It is significant that both slots are spaced from the corners or edges of the box container. This permits the outer end section of the strip within the container to be curved gradually before it passes through the exit slot, and this--in combination with the relatively wide opening for the slots--facilitates maintaining the exterior stretch in substantially flat or flush condition against the exterior of the rear peripheral panel 23 after the outermost end of the strip is threaded, much as a belt is threaded through a belt loop, back into the interior of the container. A short stretch of pressure-sensitive adhesive tape 16, suitably labeled: "To Start Roll, Pull Here" may be affixed to bridge between the exterior exposed portion 15 of the strip and the outer surface of the rear panel 23, thereby to hold the exposed part 15 against unwanted accidental pulling away from the rear dispensing panel. The modestly stiff character of the strip also contributes to maintaining the exteriorly disposed section 15 closely adjacent to the rear peripheral dispensing wall, and this is further facilitated by the ample widths for the slots 21, 22 and the careful spacing of the slots 21, 22 away from the corner 28 as well as from each other. All of these features contribute to maintaining the exterior portion 15 of the strip in substantially straight condition parallel with the exterior surface of the rear panel 23. Ideally, the exit slot 21 is spaced from the corner 28 of the container at least about an inch and preferably between about 1 and 5 inches. The re-entry slot 22 is spaced even further from the corner 28 nearest the exit slot 21, and is spaced from the exit slot itself at least about 1 inch, or between about 1 and 4 inches, preferably about 2 or 3 inches. The re-entry slot 22 is also spaced from the corner nearest it, and this spacing is equal to or greater than the spacing of exit slot 21 from corner 28.
An especially important feature is that of the rethreading of the very outermost end or free end of the strip back into the interior of the package. This feature contributes to an entirely new order of convenience for the user. There is no need for the user to engage in what normally would be considered the opening of a package, and fishing for the end of a coil. All the user must do is pull on the exposed section or portion 15 of the strip, thereby removing the outermost end 14 from the interior of the package and permitting the removal of other portions of the strip from the interior coil simply by pulling lengths of the strip through the exit slot.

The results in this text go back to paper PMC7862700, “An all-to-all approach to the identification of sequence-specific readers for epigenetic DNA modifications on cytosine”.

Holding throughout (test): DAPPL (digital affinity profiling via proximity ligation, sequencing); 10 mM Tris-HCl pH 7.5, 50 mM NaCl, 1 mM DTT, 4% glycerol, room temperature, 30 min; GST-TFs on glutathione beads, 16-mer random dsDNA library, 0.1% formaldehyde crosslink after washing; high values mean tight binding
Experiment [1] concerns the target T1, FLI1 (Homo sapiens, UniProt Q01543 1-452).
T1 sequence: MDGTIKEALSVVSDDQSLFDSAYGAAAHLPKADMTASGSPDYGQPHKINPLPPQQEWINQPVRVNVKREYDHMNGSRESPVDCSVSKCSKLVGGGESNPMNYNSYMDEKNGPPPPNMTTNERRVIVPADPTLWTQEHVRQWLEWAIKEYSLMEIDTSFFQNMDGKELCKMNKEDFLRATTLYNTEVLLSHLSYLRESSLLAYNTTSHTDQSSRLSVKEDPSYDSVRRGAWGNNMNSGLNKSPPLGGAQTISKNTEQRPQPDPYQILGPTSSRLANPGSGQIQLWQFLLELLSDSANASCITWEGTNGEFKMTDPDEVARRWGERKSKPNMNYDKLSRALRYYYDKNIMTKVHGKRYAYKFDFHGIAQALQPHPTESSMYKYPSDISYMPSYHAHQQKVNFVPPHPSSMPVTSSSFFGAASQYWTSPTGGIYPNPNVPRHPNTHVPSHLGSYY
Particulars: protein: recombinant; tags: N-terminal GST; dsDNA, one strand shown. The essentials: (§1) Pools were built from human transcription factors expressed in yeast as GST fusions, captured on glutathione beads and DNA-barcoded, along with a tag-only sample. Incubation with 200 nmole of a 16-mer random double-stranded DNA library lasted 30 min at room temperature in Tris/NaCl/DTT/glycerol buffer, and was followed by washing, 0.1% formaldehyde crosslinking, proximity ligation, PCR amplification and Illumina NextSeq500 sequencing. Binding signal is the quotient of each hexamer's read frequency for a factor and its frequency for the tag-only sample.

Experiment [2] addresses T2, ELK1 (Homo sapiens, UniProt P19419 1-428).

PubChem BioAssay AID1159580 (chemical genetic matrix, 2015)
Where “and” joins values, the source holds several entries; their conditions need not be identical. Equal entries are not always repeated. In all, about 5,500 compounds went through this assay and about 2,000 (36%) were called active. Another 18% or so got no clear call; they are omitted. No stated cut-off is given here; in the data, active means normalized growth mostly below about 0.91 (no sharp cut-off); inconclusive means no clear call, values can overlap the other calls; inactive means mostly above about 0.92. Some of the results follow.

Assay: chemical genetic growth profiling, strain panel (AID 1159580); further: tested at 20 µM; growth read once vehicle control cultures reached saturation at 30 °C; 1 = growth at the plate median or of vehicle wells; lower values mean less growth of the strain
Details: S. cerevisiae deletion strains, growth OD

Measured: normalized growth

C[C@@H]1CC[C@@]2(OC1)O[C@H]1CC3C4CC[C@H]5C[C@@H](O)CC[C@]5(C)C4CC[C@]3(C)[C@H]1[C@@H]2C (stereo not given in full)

Ideally, both the top 50 and bottom 30 walls and peripheral wall 23 of the container are formed from a single blank of paperboard. A fold line 24 in the paperboard defines where the peripheral wall 23 connects to the top wall 50; and another fold line 25 in the paperboard defines where the peripheral wall 23 connects to the bottom wall 30. Corrugated paperboard is preferred for the reason of its high strength and relatively lighter weight as compared to solid paperboard of the same strength.
The entire container may be and is preferably formed from a single blank of paperboard, as illustrated in FIG. 2.
The bottom panel for forming the bottom wall 30 of the container is defined by front 32 and rear 25 borders and left 31 and right 33 side borders. Each such border is a crease line or a line of fold. (Crease lines or lines of fold may be formed without as well as with spaced small cuts or score lines or lines of perforation or lines of some other type of optional weakening of the paperboard to facilitate its folding at such lines. Weakening at a fold line is optional.) The bottom wall 30 is equipped with a tab receiving slot 34, 35 along each side border. These slots extend parallel to and lie immediately adjacent to and at a medial location next to the side border lines 31, 33.
An upright front panel or front edge panel 44 for forming the front interior peripheral wall of the container 20 is united to the bottom panel at the front crease line 32. This front panel 44 has a length fractionally less than the side 31 to side 33 length (or width) of the front border 32 of the bottom panel. The front border 32 of the bottom panel 30 extends between the left 31 and right 33 side borders of it. Extending laterally outward from the laterally elongated front panel are support tabs 46, 48. The support tabs 46, 48 are connected or united to each lateral end of the front panel along a crease line 45, 47.
A rear panel 23 for forming the planar peripheral rear dispensing wall of the container is connected to the rear border or crease line 25 of the bottom panel 30. This rear panel 23 has a lateral length substantially equal to the length of the front panel 44--i.e., the rear panel 23 has a length fractionally less than the length of the rear border 25 of the bottom panel 30. To be noted is that the bottom panel 30 has a substantially square configuration such that the front border 32 is substantially equal to the rear border 25 of it, and the left side border 31 is substantially equal to the right side border 33 of it. The rear panel 23 has connected to each lateral end of it a support tab 27, 29 similar to the support tabs 46, 48 connected to each lateral end of the front panel. A crease line 26, 28 between the support tab 27, 29 at the lateral ends of the rear panel identifies the lateral end of the rear panel 23 and the start of a support tab 27, 29.